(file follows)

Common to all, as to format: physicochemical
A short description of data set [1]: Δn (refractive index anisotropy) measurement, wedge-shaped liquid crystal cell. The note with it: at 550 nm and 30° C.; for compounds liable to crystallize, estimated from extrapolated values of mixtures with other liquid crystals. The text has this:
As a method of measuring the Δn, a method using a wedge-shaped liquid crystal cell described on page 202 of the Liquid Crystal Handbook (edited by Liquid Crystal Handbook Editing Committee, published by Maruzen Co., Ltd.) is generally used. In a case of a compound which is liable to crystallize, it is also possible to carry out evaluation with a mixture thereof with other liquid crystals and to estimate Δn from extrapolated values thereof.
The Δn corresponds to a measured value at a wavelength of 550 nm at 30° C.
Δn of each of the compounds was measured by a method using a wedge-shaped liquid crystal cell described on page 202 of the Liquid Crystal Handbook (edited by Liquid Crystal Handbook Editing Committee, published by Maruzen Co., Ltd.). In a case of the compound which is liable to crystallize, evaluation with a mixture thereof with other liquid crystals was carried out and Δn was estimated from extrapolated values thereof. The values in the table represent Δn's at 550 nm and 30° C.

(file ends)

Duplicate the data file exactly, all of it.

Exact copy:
Common to all, as to format: physicochemical
A short description of data set [1]: Δn (refractive index anisotropy) measurement, wedge-shaped liquid crystal cell. The note with it: at 550 nm and 30° C.; for compounds liable to crystallize, estimated from extrapolated values of mixtures with other liquid crystals. The text has this:
As a method of measuring the Δn, a method using a wedge-shaped liquid crystal cell described on page 202 of the Liquid Crystal Handbook (edited by Liquid Crystal Handbook Editing Committee, published by Maruzen Co., Ltd.) is generally used. In a case of a compound which is liable to crystallize, it is also possible to carry out evaluation with a mixture thereof with other liquid crystals and to estimate Δn from extrapolated values thereof.
The Δn corresponds to a measured value at a wavelength of 550 nm at 30° C.
Δn of each of the compounds was measured by a method using a wedge-shaped liquid crystal cell described on page 202 of the Liquid Crystal Handbook (edited by Liquid Crystal Handbook Editing Committee, published by Maruzen Co., Ltd.). In a case of the compound which is liable to crystallize, evaluation with a mixture thereof with other liquid crystals was carried out and Δn was estimated from extrapolated values thereof. The values in the table represent Δn's at 550 nm and 30° C.